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Comparison of DNA sequence encoding hydroxynitrile lyase from the invasive millipede Chamberlinius hualienensis, collected at Kagoshima, Shizuoka, and Hachijojima, Tokyo


The invasive millipede, Chamberlinius hualienensis, has been expanding its habitat from Okinawa to Kagoshima, Shizuoka, and Hachijojima, Tokyo, within a short period of time. It is thought that the animals in the three places had come from the same original population. ChuaHNL consists of 5 exons: 16-123, 186-316, 370-440, 499-594, and 653-798. The ChuaHNL cDNA sequence of the three samples was identical to each other. These results suggest that the wide distribution of C. hualienensis in southern Japan is likely caused by soil contamination as a result of transportation by human activities.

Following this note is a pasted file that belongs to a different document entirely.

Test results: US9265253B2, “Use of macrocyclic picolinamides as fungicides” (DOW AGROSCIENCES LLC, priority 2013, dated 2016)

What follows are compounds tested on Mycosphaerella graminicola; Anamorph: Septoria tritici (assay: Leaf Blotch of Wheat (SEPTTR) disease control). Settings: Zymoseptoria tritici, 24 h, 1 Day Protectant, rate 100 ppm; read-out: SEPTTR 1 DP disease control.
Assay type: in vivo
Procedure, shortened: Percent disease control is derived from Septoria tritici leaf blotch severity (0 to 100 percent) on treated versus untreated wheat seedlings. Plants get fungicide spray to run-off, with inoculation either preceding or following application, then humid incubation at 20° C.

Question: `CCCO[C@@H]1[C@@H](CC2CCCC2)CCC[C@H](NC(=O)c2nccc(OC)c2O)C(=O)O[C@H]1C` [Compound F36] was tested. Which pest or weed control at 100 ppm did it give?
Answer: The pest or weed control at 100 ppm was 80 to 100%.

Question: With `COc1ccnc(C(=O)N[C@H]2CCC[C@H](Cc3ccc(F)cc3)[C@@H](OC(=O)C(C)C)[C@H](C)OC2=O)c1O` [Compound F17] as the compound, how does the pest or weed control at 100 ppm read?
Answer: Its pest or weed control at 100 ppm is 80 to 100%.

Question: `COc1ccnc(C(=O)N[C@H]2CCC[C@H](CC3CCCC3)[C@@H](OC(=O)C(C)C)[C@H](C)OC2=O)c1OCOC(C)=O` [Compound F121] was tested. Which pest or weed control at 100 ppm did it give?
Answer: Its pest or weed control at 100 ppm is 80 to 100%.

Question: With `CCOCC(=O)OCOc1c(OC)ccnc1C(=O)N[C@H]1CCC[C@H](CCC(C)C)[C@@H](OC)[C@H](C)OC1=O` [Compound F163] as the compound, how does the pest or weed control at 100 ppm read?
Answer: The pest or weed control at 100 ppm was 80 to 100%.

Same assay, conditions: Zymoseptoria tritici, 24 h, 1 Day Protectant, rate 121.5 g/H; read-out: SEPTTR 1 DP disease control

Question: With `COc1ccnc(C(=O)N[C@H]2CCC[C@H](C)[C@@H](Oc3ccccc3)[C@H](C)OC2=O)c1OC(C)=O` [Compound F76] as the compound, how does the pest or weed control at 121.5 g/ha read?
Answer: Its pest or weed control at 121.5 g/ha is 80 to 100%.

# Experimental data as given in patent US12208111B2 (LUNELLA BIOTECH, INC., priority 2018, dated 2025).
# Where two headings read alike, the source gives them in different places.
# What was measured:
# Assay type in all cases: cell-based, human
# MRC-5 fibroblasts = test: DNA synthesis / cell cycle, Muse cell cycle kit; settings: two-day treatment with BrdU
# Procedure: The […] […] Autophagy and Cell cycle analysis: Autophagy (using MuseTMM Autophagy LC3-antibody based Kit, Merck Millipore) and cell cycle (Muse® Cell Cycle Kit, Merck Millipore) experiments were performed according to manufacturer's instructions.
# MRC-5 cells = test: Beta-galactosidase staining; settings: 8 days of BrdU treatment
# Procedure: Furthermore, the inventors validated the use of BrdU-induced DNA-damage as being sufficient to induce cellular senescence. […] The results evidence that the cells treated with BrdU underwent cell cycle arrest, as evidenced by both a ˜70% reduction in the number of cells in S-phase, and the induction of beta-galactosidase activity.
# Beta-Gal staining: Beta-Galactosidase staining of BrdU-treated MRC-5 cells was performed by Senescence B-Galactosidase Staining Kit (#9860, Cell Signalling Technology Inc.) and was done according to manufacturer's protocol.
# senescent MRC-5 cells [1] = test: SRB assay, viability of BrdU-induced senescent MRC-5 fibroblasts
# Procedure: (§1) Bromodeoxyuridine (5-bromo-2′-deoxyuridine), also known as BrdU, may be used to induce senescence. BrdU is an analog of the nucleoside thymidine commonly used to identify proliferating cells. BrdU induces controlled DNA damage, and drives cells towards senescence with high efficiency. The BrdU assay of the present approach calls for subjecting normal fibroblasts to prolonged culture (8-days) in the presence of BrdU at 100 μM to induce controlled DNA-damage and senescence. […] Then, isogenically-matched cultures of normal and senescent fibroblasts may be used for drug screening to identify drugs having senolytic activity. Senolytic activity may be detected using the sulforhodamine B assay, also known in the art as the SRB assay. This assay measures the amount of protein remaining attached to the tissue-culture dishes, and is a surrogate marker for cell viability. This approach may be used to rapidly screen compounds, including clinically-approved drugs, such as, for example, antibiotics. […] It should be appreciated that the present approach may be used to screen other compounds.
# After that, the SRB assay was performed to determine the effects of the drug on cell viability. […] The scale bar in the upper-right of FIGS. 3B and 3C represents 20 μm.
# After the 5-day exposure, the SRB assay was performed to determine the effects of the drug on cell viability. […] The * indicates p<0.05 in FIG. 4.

The genomic structure of the Cypridina luciferase gene in Vargula hilgendorfii (formerly Cypridina hilgendorfii) was determined with three λ phage clones (λ34, λ45, and λ61). The luciferase genes in clones λ34 and λ61 consisted of 13 exons and 12 introns, and clone λ45 only contained exons 1–5. The splicing sites of the luciferase genes in λ34 and λ61 were conserved completely with the consensus sequence. The translated luciferases had 555 amino acid residues, which were over 98.6% identical to those of cDNA clones as previously reported. In contrast, each intron in clones λ34, λ45, and λ61 varied significantly in length. To explain the variation of intron length among the three V. hilgendorfii luciferase genes, genomic DNA was isolated from a single V. hilgendorfii specimen and the regions from exon 1–3 of the luciferase gene were amplified by polymerase chain reaction (PCR). PCR products with various lengths were detected and were confirmed as the luciferase gene fragments by Southern blot analysis. Furthermore, DNA sequence analysis indicated that at least seven luciferase gene groups might be present in the genome of a single specimen. Thus, multiple Cypridina luciferase genes exist in the genome of a single V. hilgendorfii specimen.
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